TikTok has updated its community guidelines to ban misgendering, deadnaming, and content promoting disordered eating. It’s also introducing a new feature to let people add their pronouns.
Content promoting eating disorders is already banned on the platform, but the platform remains flooded with videos of unhealthy eating habits. The company announced yesterday that it would begin removing videos that promote disordered eating symptoms.
‘We’re making this change, in consultation with eating disorders experts, researchers, and physicians, as we understand that people can struggle with unhealthy eating patterns and behaviour without having an eating disorder diagnosis,’ said Cormac Keenan, TikTok’s Head of Trust and Safety in a statement.
‘Our aim is to acknowledge more symptoms, such as overexercise or short-term fasting, that are frequently under-recognized signs of a potential problem,’ he said.
In a nod to LGBTQ+ rights, the company is also banning deadnaming, misgendering as well as content promoting conversion therapy.
‘On top of this, we hope our recent feature enabling people to add their pronouns will encourage respectful and inclusive dialogue on our platform,’ said Keenan.
The short-form video platform has also taken note of the dangerous viral challenges and hoaxes on its platform and is strengthening its dangerous acts and challenges policy.
‘We continue to enact the stricter approach we previously announced to help prevent such content — including suicide hoaxes — from spreading on our platform,’ said the company.
This previously sat within TikTok’s suicide and self-harm policies, but will now be highlighted in a separate category to make it more accessible for users.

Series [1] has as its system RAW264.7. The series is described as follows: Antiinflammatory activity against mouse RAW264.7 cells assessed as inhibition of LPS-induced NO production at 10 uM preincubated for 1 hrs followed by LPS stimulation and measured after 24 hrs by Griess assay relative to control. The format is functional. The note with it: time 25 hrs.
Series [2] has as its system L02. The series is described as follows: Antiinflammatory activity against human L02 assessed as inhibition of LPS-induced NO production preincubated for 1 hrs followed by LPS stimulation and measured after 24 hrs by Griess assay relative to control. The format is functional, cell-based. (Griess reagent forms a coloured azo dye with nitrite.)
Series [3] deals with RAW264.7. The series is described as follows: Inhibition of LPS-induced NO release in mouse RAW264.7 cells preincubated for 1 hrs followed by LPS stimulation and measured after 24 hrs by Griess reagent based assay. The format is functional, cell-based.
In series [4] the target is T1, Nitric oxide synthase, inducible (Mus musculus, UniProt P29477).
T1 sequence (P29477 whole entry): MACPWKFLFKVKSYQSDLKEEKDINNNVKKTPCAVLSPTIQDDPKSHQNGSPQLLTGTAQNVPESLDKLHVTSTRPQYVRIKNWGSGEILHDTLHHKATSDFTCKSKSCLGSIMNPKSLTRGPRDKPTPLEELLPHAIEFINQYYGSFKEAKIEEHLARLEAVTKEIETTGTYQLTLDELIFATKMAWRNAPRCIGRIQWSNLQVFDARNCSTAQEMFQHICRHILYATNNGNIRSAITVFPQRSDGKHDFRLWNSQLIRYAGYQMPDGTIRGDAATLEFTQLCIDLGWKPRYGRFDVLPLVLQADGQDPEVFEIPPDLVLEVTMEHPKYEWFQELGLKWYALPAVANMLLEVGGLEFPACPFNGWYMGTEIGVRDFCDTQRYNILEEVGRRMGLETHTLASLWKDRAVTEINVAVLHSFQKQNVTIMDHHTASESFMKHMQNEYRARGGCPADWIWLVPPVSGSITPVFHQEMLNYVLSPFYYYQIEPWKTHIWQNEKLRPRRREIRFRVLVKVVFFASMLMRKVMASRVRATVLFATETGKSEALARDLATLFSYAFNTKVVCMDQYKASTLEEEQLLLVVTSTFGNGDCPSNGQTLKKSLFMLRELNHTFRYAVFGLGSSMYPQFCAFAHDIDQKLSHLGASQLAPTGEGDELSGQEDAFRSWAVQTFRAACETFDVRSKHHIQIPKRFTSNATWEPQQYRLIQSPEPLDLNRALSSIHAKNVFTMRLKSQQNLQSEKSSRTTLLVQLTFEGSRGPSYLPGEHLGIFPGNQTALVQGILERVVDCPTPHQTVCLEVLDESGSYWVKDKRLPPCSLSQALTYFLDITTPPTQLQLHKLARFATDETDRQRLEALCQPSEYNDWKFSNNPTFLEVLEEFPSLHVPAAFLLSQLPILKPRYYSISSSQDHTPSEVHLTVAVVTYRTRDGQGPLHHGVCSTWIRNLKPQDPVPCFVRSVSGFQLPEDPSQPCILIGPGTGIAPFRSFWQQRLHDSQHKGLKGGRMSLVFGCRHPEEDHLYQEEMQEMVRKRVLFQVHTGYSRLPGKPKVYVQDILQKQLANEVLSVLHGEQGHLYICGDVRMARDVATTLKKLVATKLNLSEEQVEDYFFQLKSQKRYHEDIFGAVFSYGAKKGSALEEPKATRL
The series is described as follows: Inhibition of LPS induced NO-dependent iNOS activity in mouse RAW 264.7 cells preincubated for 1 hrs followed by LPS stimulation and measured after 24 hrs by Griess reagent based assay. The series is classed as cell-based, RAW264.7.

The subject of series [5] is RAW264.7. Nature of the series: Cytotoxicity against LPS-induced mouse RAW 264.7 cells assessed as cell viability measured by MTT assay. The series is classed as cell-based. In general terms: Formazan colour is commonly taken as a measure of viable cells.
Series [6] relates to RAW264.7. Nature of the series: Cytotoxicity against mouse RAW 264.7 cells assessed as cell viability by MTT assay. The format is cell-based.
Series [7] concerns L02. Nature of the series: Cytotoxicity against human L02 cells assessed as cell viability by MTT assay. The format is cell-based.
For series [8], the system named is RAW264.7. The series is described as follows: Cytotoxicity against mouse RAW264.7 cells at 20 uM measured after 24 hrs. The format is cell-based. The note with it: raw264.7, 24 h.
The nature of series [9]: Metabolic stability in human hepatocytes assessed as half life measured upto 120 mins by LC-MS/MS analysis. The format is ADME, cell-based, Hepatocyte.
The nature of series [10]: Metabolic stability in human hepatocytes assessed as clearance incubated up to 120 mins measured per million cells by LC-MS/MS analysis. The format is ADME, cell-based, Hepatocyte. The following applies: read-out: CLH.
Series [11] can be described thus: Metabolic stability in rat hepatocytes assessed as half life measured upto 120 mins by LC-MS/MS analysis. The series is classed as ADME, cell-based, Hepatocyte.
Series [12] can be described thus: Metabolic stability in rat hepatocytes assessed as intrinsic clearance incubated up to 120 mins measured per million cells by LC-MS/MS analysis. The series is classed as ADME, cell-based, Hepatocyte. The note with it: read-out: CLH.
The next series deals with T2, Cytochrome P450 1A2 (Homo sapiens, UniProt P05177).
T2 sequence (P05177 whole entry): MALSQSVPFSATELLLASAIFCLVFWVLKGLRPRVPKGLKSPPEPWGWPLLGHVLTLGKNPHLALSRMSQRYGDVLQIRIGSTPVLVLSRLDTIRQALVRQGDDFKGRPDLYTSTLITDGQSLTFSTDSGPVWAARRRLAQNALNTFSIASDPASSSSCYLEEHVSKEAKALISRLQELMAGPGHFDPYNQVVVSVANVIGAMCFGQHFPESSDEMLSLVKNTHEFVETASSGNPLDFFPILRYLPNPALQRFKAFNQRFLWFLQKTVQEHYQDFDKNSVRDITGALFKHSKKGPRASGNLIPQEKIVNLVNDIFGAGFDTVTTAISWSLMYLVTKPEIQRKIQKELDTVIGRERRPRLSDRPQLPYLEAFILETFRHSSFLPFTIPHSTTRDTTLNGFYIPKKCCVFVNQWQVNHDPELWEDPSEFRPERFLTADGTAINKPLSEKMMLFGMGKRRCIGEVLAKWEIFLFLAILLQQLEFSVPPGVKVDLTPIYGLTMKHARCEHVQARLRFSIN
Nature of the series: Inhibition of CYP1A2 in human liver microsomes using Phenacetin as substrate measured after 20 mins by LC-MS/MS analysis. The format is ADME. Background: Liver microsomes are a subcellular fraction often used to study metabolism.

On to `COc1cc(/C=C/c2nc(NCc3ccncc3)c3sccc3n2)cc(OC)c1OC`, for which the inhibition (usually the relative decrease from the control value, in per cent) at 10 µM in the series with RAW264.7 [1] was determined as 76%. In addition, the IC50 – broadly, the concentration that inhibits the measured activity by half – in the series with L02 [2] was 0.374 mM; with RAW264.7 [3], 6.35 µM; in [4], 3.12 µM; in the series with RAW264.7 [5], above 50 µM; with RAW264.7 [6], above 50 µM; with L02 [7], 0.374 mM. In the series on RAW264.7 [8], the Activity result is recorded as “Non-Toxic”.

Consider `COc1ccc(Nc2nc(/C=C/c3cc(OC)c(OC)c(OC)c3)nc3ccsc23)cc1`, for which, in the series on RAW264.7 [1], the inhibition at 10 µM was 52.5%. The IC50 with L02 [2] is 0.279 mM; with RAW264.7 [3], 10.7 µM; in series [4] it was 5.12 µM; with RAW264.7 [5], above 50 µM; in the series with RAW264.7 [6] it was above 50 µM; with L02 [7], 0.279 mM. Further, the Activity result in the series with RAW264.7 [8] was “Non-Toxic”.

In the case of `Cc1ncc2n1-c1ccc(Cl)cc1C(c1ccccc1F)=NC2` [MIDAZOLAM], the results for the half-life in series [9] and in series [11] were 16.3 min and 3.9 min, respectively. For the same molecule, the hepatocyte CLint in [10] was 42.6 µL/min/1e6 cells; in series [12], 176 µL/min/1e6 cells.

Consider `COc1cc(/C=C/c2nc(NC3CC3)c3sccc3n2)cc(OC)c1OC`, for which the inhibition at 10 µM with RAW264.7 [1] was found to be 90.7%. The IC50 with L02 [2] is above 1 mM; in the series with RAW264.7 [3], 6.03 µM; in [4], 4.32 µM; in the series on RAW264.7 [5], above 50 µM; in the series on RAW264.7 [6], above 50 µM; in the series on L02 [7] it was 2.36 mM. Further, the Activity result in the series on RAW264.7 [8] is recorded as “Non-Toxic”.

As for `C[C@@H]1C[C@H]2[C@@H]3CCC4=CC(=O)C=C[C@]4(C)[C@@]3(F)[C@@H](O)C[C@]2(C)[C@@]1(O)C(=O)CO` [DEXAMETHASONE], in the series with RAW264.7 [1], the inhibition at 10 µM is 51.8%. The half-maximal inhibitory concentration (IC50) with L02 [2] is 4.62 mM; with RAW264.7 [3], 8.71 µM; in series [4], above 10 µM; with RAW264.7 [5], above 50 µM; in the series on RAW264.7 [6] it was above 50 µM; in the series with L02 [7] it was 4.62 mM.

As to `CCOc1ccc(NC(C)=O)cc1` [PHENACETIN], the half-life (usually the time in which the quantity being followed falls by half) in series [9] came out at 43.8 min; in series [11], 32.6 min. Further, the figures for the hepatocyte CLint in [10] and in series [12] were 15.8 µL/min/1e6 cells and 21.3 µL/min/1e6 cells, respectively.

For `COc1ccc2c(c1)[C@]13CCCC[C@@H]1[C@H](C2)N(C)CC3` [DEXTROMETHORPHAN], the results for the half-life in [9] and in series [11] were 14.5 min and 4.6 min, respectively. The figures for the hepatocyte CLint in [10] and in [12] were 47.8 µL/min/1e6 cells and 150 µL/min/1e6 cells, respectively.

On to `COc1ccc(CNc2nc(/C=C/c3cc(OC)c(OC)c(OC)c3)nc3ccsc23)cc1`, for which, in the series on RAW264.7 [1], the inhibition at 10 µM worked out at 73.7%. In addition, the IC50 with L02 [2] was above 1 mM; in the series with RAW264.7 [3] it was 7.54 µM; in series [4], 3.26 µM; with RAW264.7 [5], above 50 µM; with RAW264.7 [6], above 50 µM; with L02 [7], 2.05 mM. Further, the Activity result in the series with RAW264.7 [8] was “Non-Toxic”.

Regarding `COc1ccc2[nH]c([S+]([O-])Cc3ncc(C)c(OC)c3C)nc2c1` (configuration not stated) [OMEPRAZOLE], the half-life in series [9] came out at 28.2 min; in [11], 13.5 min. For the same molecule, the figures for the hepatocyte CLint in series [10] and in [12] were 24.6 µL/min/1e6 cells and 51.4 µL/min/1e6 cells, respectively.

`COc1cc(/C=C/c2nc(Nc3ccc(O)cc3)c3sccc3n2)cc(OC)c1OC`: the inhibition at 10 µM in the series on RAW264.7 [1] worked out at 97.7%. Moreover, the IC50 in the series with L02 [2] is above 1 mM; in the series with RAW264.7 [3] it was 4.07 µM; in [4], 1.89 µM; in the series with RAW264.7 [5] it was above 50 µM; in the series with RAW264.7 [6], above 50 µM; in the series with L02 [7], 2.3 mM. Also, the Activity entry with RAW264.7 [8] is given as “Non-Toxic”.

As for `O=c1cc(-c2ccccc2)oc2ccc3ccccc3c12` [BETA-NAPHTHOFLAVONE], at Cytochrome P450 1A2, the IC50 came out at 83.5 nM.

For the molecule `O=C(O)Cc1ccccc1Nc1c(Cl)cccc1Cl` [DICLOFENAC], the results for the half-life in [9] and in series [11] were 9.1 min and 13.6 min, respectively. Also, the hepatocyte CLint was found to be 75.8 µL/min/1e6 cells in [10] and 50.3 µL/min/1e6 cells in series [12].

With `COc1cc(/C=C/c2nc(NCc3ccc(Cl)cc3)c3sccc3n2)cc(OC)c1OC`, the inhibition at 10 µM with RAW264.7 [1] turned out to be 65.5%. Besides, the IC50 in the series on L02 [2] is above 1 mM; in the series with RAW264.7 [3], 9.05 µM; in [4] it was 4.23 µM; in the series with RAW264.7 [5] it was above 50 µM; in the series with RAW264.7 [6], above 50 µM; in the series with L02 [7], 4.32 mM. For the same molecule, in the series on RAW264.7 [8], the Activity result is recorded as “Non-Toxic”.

‘We use a combination of technology and people to identify and remove violations of our Community Guidelines, and we will continue training our automated systems and safety teams to uphold our policies,’ said Keenan.
According to a recent report by the company, over 91 million videos were removed in the last quarter of 2021, which is around 1% of all videos uploaded. Of those videos, 95.1% were removed before a user reported it, with 88.8% removed before anyone viewed it and 93.9% removed within 24 hours of being posted.
The app continues to detect and remove certain categories of videos at upload – including adult nudity and sexual activities, minor safety, and illegal activities and regulated goods.
This enables their teams to focus on reviewing contextual or nuanced content, such as hate speech, bullying and harassment, and misinformation.
TikTok also announced that it was opening ‘state-of-the-art cyber incident monitoring and investigative response centres in Washington DC, Dublin, and Singapore this year’ to help in monitoring and intelligence gathering.
Users can expect to be prompted to read the updated guidelines when they open the app in the coming weeks.
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